The crisis motion for Nigeria’s self-government, opposing the British “go-slow” policy
“A declaration of objective, sir, is important in other respects. We and our people can be likened to builders. We have set out to build a new state. From the multitude of tribes in this country we are striving to build a new and modern structure. Self-government is merely the foundation of that structure. This work of construction is a romantic idea to me, and I am sure that Honourable Members will agree with me that we are all proud and honoured to be the architects and that we should be grateful to Providence that this task has fallen upon our generation. But among the responsibilities which accompany this great honour and privilege is the important decision which none but ourselves can make, as to when we shall strike the first sod in this new edifice. Many Honourable members, sir, have had houses built for them. Others like myself may only have seen them built. In the North I have seen peasants construct their own hamlets. For many years these poor peasants must have planned and dreamed of their own little homes. They did not just sit by and hope that Providence would create a new home for them. They did not say to themselves, “I shall lay the foundations of my new home as soon as practicable.” That is not planning. On the contrary, I am sure that they must have examined their own earnings and their business prospects over a period, then considered their commitments and found out where savings might be made here and there, and then they could say to themselves, “By the grace of Allah, I shall lay my foundation in three or five years’ time” Now, the builders of a nation, as we are, are no different from these poor peasants. That is why in places like Russia, England, India and other countries, the Government sets out a declaration of objectives embodied in five-year plans, and all that this motion asks of this Legislature is to follow in the footsteps of these great and wiser nations and to establish a political objective towards the attainment of which we can bend the energies of our own people. Many years ago, sir, when I was a young man and I entered public life, the popular slogan was “Self-government in our life-time”. But as the country advance, this slogan went out of vogue and the new catch-phrase was “Self-government as soon as practicable”. That is many years back. As I have said, I do not wish to deal with the arguments for self-government and how the desire for freedom grew, but anybody who has kept pace with political advancement or with the trends of political thought in this country in the last seven years will agree that the bare idea of self-government is no longer attractive, is no longer enough. Whether it is expressed as “Self-government in our life-time” or “Self-government in the shortest possible time” or “Self-government as soon as practicable”, it has ceased to be a progressive view, because Nigerian nationalism has moved forward from that position. The question in the public mind since the end of the war has been, “Self-government, when? What time, what date?” That is the question which this motion now invites Honourable Members, who should be true representatives, representatives of that same public which is demanding an answer, to answer. There is a third reason, sir, why a declaration of objective is important. We do not want to part with the British people with rancour. For many years have they ruled us. We are not an unreasonable people, and like a good house servant, it is only fair that we should give our masters notice of our intention to quit, so that they can effect arrangement either to employ new servants or to serve themselves. We do not wish to take them by surprise. On the contrary, we wish to invite them to co-operate with us in the attainment of our objectives. Honourable Members may remember that the Indian cause alienated a lot of sympathy in the United Kingdom because of what was regarded as the indecent haste with which the British evacuated or withdrew from India. The British mind, essentially a conservative mind, does not like things thrust upon it all of a sudden. We all know that. This motion is designed therefore to acquaint the British public with what we are thinking, with what we are feeling, so that our agitation in 1956 for self government will not come to them as a surprise. This motion will also afford the British Government sufficient time within which to arrange gradual withdrawal and progressive transfer of power to Nigerians… We will go into the lobbies, sir, to decide the future of our own people and of our own children. None of the officials has a stake in this country, and I mean no offence at all when I describe them as mere birds of passage. They are here today, sir, but being of the Colonial service, they may well be elsewhere tomorrow, by transfer or by retirement. I beseech them, therefore, not to take any course which might lead to an estrangement between us and them. Mr. President, the whole country –I might even say the whole world- is awaiting the verdict of this House on this motion. News of what we say there today will travel far and wide. I do not know how many honourable members read the English press. They may have noticed in the Daily Telegraph an account of the debate which took place here last week on nudity. I am sure that any Honourable member looking back now and reading an account of that debate will feel thoroughly ashamed of the decision of the House. I appeal, sir, to all sections of this House not to let us repeat the mistake of underestimating the extent of overseas interest in the proceedings of this House. Our minds are irrevocably made up on the issue of self-government in 1956. Sir, I beg to move”.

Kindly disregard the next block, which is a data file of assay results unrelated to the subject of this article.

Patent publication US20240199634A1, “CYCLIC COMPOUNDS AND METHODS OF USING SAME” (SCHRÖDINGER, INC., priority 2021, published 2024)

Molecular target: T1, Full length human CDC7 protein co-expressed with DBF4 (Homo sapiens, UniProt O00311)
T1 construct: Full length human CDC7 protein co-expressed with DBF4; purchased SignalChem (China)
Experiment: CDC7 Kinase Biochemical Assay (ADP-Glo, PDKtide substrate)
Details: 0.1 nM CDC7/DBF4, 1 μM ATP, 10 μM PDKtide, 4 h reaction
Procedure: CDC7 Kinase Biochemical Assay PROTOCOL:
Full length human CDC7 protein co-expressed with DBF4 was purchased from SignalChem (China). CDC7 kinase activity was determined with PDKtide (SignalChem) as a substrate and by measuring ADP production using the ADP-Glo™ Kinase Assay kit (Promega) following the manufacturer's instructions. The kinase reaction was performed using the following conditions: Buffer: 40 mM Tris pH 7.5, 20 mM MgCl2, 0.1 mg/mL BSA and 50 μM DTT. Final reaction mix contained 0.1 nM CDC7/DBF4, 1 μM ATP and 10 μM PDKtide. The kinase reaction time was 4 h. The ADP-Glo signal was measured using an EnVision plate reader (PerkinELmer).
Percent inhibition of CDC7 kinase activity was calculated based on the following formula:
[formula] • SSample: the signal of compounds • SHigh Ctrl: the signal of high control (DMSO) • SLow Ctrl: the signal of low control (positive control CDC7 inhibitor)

•This was the genesis of Nigeria’s march towards our flag independence. (Concluded).
Thought for the week
“We must bring unity of spirit and purpose and condemn hatred and division wherever we see it.” (George Osborne).